1. Firedogee's Avatar
    Can somebody please explain the benefits 64-bit (memory bus) brings to the Turbo?

    I was also wondering if the Note 4 has this feature since it's got the same chipset?

    This message was emitted from Uranus
    10-28-2014 02:37 PM
  2. dusoccer10's Avatar
    The Turbo doesn't have a 64 bit processor. Neither does the Note 4 or the soon to be released Nexus 6. Common android smartphone chips won't be available until some time next year. Only the Nexus 9 has a 64-bit processor. The benefits would be a faster smartphone and better battery consumption.

    The Turbo offers either a 32 or 64 GB storage options. This would just be extra memory for more downloads, music, apps, games, and pictures.
    10-28-2014 02:41 PM
  3. Firedogee's Avatar
    Not true. The Turbo has 64-bit memory access (bus). Check out the official Moto site for specs. I'm wondering how this affects performance of the phone and whether the Note 4 also has this?


    This message was emitted from Uranus
    10-28-2014 02:43 PM
  4. TechJunkie#AC's Avatar
    Not true. The Turbo has 64-bit memory access (bus). Check out the official Moto site for specs. I'm wondering how this affects performance of the phone and whether the Note 4 also has this?

    Droid Turbo by Motorola on Verizon

    This message was emitted from Uranus
    Great, it is confirmed!! My guess is this is specific to the Turbo and Nexus 6 since they're both Motorola. I don't think it's standard on the Snapdragon 805
    10-28-2014 03:07 PM
  5. Johnny Fever's Avatar
    I saw the 64 bit also BUT if you go to qualcomms website it dosent reflect that.
    It says 64 bit support for the 808 and 810 but doesnt say anything about the 805.

    would post link but AC wont let me yet...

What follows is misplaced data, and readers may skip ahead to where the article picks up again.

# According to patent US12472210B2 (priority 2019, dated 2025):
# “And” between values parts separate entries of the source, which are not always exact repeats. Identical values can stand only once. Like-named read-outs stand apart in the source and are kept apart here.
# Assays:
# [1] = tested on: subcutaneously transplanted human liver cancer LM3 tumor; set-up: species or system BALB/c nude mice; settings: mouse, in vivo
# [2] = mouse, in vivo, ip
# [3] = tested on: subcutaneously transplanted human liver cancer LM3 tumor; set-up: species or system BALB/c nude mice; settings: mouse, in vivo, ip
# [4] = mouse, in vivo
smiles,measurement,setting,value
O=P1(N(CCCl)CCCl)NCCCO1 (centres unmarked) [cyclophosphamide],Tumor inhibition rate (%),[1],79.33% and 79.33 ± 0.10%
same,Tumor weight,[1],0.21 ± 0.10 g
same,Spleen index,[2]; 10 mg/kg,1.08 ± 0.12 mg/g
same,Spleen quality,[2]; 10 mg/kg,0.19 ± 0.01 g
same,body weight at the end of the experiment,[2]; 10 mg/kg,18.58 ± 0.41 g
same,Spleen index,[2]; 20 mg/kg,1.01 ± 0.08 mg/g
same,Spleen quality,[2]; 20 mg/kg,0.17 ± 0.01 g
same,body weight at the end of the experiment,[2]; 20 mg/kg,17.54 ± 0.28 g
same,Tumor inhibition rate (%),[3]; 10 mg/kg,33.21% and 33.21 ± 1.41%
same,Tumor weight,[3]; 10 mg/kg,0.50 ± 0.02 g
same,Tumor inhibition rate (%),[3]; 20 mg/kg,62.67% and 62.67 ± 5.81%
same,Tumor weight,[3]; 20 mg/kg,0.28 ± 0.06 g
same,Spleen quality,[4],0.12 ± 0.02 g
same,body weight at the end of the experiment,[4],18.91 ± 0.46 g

I posted similar stuff in another thread but have no idea where it went...
    11-22-2014 04:30 PM
  6. Revolutionary's Avatar
    It is not a processor that handles 64-bit instructions. Ie, like iPhone or your PC. That's coming.

    The Turbo has a 64-bit memory bus. Basically it means that twice as much data can be shuttled between the processor and the RAM in the same number of cycles. It is a speed enhancement, nothing more.
    11-22-2014 05:20 PM
  7. Johnny Fever's Avatar
    What sort of future ramifications does a 64 bit processor have? I usually dont like to buy 'specs' if they are not useful but looking to try and future proof a new device when I finally decide since I usually have my phones for 2+ years before swapping.
    Im coming from apple and am not at all excited about their new products.
    Currently looking for reasons to not grab a Turbo.
    Rumors have it that the HTC M9 may stuff a 64bit in there...
    11-22-2014 05:48 PM
  8. Revolutionary's Avatar
    64-bit itself won't make as much difference as changes to the ARM architecture that will debut alongside 64-bit instructions. This is a good write up.

    Why you will (and won’t) want a 64-bit Android phone | Greenbot

    Personally it is not worth the wait. The Turbo screams, and will scream for a couple years. By then ARMv8 will be something to look forward to.
    Johnny Fever likes this.
    11-22-2014 06:03 PM
  9. Namrobo's Avatar
    64-bit processors will actually have a huge impact on flagship phones to come, especially regards to future proofing, imo.

    The 64-bit support itself won't make an impact off the bat, but in the long term it is a natural step in tech evolution. The smaller size (20nm vs 28nm) itself will mean that manufacturers can cram more into an equivalent space, if only marginally. It will run more efficiently, just as fast if not faster depending on clock speeds, and will open doors pass the 3gb RAM cielling. Its also worth noting that more is not always better, as Apple's A8 chip(which is 64-bit) is clocked at 1.4ghz while still outperforming Qualcomms current flagship 805 processor in the Turbo in single core benchmarks. I love my Droid, but i have to cede credit to Apple for leading the mobile chip game since 2013 when the 5s(also 64-bit) was released. That sets us trailing behind nearly 2 years by comparison. This isn't as much a fault of "able-ness" imo, however, as much as it was the direction both companies were taking; Qualcomm's Anand Chandrasekher was quouted way back in October 2013, when Apple introduces its 64-bit A7 chip, as a "Market thing gimmick."
    01-11-2015 12:39 PM

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